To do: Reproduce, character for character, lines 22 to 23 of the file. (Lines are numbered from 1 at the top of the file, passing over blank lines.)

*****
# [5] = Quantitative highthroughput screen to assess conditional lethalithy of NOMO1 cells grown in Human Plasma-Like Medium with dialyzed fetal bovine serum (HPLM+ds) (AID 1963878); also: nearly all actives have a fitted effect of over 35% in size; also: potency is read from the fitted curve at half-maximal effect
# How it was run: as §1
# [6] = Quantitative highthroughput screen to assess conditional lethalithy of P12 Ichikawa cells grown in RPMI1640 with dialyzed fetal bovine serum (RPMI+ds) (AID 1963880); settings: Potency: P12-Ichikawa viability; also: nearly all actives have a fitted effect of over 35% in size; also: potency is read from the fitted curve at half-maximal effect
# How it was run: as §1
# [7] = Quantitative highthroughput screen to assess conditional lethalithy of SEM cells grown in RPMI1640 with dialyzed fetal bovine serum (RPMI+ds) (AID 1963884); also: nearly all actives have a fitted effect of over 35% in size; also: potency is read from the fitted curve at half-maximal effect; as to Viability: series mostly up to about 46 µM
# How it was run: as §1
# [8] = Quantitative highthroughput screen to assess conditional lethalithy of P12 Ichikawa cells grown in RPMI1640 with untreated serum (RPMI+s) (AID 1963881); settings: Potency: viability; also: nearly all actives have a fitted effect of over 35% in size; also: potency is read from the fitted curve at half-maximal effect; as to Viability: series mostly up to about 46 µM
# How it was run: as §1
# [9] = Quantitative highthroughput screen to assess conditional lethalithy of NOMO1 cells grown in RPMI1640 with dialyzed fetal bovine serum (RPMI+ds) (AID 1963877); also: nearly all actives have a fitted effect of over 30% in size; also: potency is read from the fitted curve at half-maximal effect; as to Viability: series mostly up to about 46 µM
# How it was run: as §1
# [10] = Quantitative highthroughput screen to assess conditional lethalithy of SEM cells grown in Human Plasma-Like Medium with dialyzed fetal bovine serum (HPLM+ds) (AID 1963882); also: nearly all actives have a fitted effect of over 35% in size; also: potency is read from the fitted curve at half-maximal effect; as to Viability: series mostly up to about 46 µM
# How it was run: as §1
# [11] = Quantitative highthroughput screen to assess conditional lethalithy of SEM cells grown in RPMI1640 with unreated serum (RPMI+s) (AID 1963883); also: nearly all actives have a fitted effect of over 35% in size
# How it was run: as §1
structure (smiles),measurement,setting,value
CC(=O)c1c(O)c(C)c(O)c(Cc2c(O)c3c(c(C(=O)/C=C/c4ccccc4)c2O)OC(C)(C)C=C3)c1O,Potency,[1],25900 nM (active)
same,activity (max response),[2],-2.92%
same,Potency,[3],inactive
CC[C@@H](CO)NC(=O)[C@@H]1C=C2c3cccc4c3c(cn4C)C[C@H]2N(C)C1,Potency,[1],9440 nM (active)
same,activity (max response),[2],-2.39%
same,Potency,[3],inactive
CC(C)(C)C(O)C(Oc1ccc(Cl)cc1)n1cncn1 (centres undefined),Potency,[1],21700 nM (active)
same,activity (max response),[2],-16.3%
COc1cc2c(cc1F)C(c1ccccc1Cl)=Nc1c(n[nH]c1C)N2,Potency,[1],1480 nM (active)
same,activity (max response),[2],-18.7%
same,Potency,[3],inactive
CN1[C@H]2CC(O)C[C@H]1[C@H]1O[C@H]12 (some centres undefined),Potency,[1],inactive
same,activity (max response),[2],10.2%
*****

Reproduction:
CC(C)(C)C(O)C(Oc1ccc(Cl)cc1)n1cncn1 (centres undefined),Potency,[1],21700 nM (active)
same,activity (max response),[2],-16.3%